Every now and again (once every several years or so), a high-profile unpleasantness occurs in the cyberworld – some unexpected new maliciousness that fairly bowls the world over. For most ‘civilians’ it’s just the latest in a constant stream of seemingly inevitable troublesome cyber-surprises. As for my colleagues and me, we normally nod, wink, grimace, and raise the eyebrows à la Roger Moore among ourselves while exclaiming something like: ‘We’ve been expecting you Mr. Bond. What took you so long?’
For we’re forever studying and analyzing the main tendencies of the Dark Web so we can get an idea of who’s behind its murkiness and of the motivations involved; that way we can predict how things are going to develop.
Every time one of these new ‘unexpected’ events occurs, I normally find myself in the tricky position of having to give a speech (rather – speeches) along the lines of ‘Welcome to the new era‘. Trickiest of all is admitting I’m just repeating myself from a speech made years ago. The easy bit: I just have to update that old speech a bit by adding something like: ‘I did warn you about this; and you thought I was just scaremongering to sell product!’
Ok, you get it (no one likes being told ‘told you so’, so I’ll move on:).
So. What unpleasant cyber-unexpectedness is it this time? Actually, one affecting something close to my heart: the world of automobiles!
— Andy Greenberg (@a_greenberg) July 21, 2015
The piece goes on to describe a successful experiment in which hackers security researchers remotely ‘kill’ a car that’s too clever by half: they dissected (over months) the computerized Uconnect system of a Jeep Cherokee, eventually found a vulnerability, and then managed to seize control of the critical functions of the vehicle via the Internet – while the WIRED reporter was driving the vehicle on a highway! I kid you not folks. And we’re not talking a one-off ‘lab case’ here affecting one car. Nope, the hole the researchers found and exploited affects almost half a million cars. Oops – and eek! again.
However, the problem of security of ‘smart’ cars is nothing new. I first ‘joked’ about this topic back in 2002. Ok, it was on April 1. But now it’s for real! You know what they say… Be careful what you wish for joke about (there’s many a true word spoken in jest:).
Not only is the problem not new, it’s also quite logical that it’s becoming serious: manufacturers compete for customers, and as there’s hardly a customer left who doesn’t carry at all times a smartphone, it’s only natural that the car (the more expensive – the quicker) has steadily been transformed into its appendage (an appendage of the smartphone – not the user, just in case anyone didn’t understand me correctly).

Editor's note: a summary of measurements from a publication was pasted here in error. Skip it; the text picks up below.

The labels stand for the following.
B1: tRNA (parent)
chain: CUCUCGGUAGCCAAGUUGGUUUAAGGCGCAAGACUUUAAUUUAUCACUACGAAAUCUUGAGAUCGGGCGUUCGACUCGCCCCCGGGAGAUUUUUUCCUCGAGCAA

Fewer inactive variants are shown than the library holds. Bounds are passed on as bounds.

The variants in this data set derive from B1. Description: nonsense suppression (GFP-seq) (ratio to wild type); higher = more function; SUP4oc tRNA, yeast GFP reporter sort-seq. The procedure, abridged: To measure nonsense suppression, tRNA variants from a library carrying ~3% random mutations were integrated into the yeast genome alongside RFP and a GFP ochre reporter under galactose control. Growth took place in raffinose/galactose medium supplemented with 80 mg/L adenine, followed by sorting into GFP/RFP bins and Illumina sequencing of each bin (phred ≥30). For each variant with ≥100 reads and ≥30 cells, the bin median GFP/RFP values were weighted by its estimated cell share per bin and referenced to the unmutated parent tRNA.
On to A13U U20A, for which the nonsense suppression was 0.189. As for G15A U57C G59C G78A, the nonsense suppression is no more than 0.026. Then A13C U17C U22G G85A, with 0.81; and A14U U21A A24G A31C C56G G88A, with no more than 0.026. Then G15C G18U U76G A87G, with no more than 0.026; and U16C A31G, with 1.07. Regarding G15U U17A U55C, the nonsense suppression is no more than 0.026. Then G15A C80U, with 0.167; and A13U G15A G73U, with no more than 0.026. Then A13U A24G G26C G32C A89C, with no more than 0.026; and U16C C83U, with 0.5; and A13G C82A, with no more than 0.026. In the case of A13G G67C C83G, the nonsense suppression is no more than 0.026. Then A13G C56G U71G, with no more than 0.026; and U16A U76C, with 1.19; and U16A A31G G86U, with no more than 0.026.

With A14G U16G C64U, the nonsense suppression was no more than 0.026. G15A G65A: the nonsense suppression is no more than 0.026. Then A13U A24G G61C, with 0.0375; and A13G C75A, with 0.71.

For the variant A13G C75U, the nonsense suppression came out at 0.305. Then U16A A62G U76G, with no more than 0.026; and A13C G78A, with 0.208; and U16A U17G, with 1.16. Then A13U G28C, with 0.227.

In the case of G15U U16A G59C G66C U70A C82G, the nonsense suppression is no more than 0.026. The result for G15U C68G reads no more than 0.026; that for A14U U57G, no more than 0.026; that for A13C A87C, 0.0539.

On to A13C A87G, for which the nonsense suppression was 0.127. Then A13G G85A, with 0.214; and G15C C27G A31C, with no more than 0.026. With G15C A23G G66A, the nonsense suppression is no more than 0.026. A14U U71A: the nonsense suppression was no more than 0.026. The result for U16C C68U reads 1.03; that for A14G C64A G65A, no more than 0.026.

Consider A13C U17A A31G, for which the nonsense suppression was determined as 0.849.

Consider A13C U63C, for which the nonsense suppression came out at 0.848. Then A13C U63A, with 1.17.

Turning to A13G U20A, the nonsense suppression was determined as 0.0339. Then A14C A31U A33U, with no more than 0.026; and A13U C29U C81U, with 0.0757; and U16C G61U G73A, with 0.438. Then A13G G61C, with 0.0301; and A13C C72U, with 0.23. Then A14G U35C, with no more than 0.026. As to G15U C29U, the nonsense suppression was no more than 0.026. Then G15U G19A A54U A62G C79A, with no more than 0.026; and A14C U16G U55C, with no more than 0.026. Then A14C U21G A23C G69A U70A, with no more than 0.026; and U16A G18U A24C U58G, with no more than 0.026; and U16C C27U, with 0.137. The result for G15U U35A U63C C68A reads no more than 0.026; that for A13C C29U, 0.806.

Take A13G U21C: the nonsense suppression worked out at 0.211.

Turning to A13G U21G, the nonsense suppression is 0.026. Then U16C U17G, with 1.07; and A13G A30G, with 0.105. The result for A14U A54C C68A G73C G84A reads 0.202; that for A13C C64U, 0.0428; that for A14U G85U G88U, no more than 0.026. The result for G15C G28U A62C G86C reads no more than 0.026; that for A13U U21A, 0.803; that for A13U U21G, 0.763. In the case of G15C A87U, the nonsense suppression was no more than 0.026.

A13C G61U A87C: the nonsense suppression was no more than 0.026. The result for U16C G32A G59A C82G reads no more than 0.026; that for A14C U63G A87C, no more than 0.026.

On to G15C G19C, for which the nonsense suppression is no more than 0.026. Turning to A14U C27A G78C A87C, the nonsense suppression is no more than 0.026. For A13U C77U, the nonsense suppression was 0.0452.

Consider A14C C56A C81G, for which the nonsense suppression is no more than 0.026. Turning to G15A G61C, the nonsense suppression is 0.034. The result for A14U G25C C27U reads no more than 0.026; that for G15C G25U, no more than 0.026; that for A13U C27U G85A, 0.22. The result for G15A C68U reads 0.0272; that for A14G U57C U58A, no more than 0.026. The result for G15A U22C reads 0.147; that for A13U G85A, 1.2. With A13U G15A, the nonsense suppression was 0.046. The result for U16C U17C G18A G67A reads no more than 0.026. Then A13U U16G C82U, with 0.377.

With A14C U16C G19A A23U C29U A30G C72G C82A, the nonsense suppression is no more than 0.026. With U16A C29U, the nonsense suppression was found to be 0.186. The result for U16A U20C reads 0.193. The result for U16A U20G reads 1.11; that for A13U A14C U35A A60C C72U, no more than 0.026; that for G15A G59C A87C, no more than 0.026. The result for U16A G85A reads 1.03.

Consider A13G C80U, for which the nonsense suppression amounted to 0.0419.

More and more control functions of smart cars are now firmly in the domain of the smartphone. And Uconnect isn’t unique here; practically every large car manufacturer has its own similar technology, some more advanced than others: there’s Volvo On Call, BMW Connected Drive, Audi MMI, Mercedes-Benz COMAND, GM Onstar, Hyundai Blue Link and many others.
More and more convenience for the modern car-driving consumer – all well and good. The problem is though that in this manufacturers’ ‘arms race’ to try and outdo each other, critical IT security matters often go ignored.
First, the manufacturers see being ahead of the Jones’s as paramount: the coolest tech functionality via a smartphone sells cars. ‘Security aspects? Let’s get to that later, eh? We need to roll this out yesterday.’
Second, remote control cars – it’s a market with good prospects.
Third, throughout the auto industry there’s a tendency – still today! – to view all the computerized tech on cars as something separate, mysterious, faddy (yep!) and not really car-like, so no one high up in the industry has a genuine desire to ‘get their hands dirty’ with it; therefore, the brains applied to it are chronically insufficient to make the tech secure.
It all adds up to a situation where fancy motorcars are becoming increasingly hackable and thus stealable. Great. Just what the world needs right now.